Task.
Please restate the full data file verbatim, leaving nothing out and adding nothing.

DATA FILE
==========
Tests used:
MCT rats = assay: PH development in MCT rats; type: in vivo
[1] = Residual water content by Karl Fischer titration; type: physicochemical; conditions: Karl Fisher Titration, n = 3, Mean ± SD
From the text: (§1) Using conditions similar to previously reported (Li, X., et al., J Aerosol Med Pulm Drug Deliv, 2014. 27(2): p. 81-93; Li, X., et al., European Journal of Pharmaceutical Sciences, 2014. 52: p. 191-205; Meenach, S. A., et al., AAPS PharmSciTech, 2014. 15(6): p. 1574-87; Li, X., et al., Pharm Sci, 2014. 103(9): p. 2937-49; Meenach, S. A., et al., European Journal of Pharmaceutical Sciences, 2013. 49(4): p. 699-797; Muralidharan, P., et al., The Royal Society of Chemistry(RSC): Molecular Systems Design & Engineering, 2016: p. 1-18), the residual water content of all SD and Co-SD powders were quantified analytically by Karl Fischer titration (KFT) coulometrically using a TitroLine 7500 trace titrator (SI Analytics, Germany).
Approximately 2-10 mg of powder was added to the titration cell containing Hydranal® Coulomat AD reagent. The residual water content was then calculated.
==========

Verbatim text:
Tests used:
MCT rats = assay: PH development in MCT rats; type: in vivo
[1] = Residual water content by Karl Fischer titration; type: physicochemical; conditions: Karl Fisher Titration, n = 3, Mean ± SD
From the text: (§1) Using conditions similar to previously reported (Li, X., et al., J Aerosol Med Pulm Drug Deliv, 2014. 27(2): p. 81-93; Li, X., et al., European Journal of Pharmaceutical Sciences, 2014. 52: p. 191-205; Meenach, S. A., et al., AAPS PharmSciTech, 2014. 15(6): p. 1574-87; Li, X., et al., Pharm Sci, 2014. 103(9): p. 2937-49; Meenach, S. A., et al., European Journal of Pharmaceutical Sciences, 2013. 49(4): p. 699-797; Muralidharan, P., et al., The Royal Society of Chemistry(RSC): Molecular Systems Design & Engineering, 2016: p. 1-18), the residual water content of all SD and Co-SD powders were quantified analytically by Karl Fischer titration (KFT) coulometrically using a TitroLine 7500 trace titrator (SI Analytics, Germany).
Approximately 2-10 mg of powder was added to the titration cell containing Hydranal® Coulomat AD reagent. The residual water content was then calculated.